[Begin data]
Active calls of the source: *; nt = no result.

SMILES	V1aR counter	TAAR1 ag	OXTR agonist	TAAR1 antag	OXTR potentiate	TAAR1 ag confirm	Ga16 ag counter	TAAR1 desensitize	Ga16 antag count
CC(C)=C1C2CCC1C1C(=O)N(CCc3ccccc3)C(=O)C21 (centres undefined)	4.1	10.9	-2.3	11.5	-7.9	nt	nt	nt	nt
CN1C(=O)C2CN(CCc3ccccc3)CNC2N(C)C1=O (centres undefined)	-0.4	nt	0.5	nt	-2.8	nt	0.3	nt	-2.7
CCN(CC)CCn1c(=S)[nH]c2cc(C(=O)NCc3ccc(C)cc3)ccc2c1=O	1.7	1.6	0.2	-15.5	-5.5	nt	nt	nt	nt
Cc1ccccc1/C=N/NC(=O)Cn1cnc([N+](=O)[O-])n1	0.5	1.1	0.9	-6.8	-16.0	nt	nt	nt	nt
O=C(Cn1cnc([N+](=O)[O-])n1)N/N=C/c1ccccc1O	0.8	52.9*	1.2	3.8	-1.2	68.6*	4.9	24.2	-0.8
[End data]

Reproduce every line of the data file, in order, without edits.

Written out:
Active calls of the source: *; nt = no result.

SMILES	V1aR counter	TAAR1 ag	OXTR agonist	TAAR1 antag	OXTR potentiate	TAAR1 ag confirm	Ga16 ag counter	TAAR1 desensitize	Ga16 antag count
CC(C)=C1C2CCC1C1C(=O)N(CCc3ccccc3)C(=O)C21 (centres undefined)	4.1	10.9	-2.3	11.5	-7.9	nt	nt	nt	nt
CN1C(=O)C2CN(CCc3ccccc3)CNC2N(C)C1=O (centres undefined)	-0.4	nt	0.5	nt	-2.8	nt	0.3	nt	-2.7
CCN(CC)CCn1c(=S)[nH]c2cc(C(=O)NCc3ccc(C)cc3)ccc2c1=O	1.7	1.6	0.2	-15.5	-5.5	nt	nt	nt	nt
Cc1ccccc1/C=N/NC(=O)Cn1cnc([N+](=O)[O-])n1	0.5	1.1	0.9	-6.8	-16.0	nt	nt	nt	nt
O=C(Cn1cnc([N+](=O)[O-])n1)N/N=C/c1ccccc1O	0.8	52.9*	1.2	3.8	-1.2	68.6*	4.9	24.2	-0.8